Stocks were mixed Thursday as investor enthusiasm over a sharp drop in initial unemployment claims was offset by rising oil prices and a disappointing wholesale inventories report. Technology shares benefited from a pair of outlook upgrades and strong earnings from National Semiconductor.
Investors grew more cautious through the session as oil prices climbed, topping the $44-a-barrel mark after weeks of declines.
The Commerce Department reported that wholesale inventories rose 1.3 percent in July, double what economists had expected. Wholesale sales rose by only 0.5 percent, which means that business and consumer spending has trailed off and more products are sitting in warehouses.
"We're starting to see some real evidence of softness in consumer spending," said Russ Koesterich, U.S. equity strategist for State Street Corp. in Boston. "I don't think the economy is falling off a cliff. It's chugging along at a moderate pace, but will it be enough to keep corporate profits where they need to be? That's the question."
The Dow Jones industrial average fell 24.26, or 0.2 percent, to 10,289.10. The tech-focused Nasdaq composite index rose 19.01, or 1 percent, to 1869.65, and the Standard & Poor's 500-stock index gained 2.11, or 0.2 percent, to 1118.38.
The economic data will likely weigh heavily on the Federal Reserve as it prepares to meet Sept. 21 to discuss another hike in the nation's benchmark interest rate, which currently stands at 1.5 percent.
Tech stocks, battered this summer after a series of disappointing earnings reports, were buoyed by a rare spate of good news. Nokia jumped $1.06, to $13.77, after the Finnish maker of cellular phones raised its sales and profit outlooks for the current quarter.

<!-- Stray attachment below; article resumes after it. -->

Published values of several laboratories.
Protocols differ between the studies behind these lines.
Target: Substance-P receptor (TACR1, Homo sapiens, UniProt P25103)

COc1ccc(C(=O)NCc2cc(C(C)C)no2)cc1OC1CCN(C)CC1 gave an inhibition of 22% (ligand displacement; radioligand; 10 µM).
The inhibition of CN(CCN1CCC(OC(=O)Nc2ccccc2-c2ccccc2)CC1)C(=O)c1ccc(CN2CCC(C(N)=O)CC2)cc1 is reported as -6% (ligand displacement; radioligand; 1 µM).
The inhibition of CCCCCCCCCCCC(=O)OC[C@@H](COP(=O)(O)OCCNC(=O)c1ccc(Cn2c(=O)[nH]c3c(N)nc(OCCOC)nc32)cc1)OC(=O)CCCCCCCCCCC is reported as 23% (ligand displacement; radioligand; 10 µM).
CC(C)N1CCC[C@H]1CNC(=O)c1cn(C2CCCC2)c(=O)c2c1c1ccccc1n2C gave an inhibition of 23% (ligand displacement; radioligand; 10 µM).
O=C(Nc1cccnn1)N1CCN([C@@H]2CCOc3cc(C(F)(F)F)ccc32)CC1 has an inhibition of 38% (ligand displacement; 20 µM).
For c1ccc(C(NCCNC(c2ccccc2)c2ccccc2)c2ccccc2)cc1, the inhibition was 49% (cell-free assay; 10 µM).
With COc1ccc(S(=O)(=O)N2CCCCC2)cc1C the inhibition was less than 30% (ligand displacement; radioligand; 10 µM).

Shares of Texas Instruments surged $1.94, or 10.3 percent, to $20.77, on news it expected third-quarter earnings to come in above the middle of its previous estimate range.
National Semiconductor reported a 29 percent jump in sales, beating Wall Street estimates by 5 cents per share, but added that profits for the current quarter would likely fall 8 to 10 percent in comparison. Its stock rose $1.48, to $13.48.
Supermarket chain Pathmark Stores tumbled $1.32, or 18.4 percent, to $5.85, after it said it lost five cents per share in the second quarter and would likely default on some of the terms of its credit agreement in the current quarter.
Shares of Procter & Gamble slipped 64 cents, to $56.09, despite the company's confirmation that its earnings would meet analysts' target and profits would grow at least 10 percent for the current quarter.
* The New York Stock Exchange composite index rose 10.22, to 6544.31; the American Stock Exchange index rose 5.86, to 1244.89; and the Russell 2000 index of smaller-company stocks rose 8.39, to 566.18.
* Advancing issues outnumbered declining ones by 3 to 2 on the NYSE, where trading volume rose to 1.36 billion shares, from 1.25 billion on Wednesday. On the Nasdaq Stock Market, advancers outnumbered decliners by 11 to 6 and volume totaled 1.64 billion, up from 1.42 billion.
* The price of the Treasury's 10-year note fell $2.81 per $1,000 invested, and its yield rose to 4.20 percent, from 4.16 percent on Wednesday.
* The dollar rose against the Japanese yen and fell against the euro. In late New York trading, a dollar bought 109.77 yen, up from 109.25 late Wednesday, and a euro bought $1.2194, up from $1.2191.
* Light, sweet crude oil for October delivery settled at $44.61, up $1.84, on the New York Mercantile Exchange.
* Gold for current delivery fell to $398.50 a troy ounce, from $399.40 on Wednesday, on the New York Mercantile Exchange's Commodity Exchange.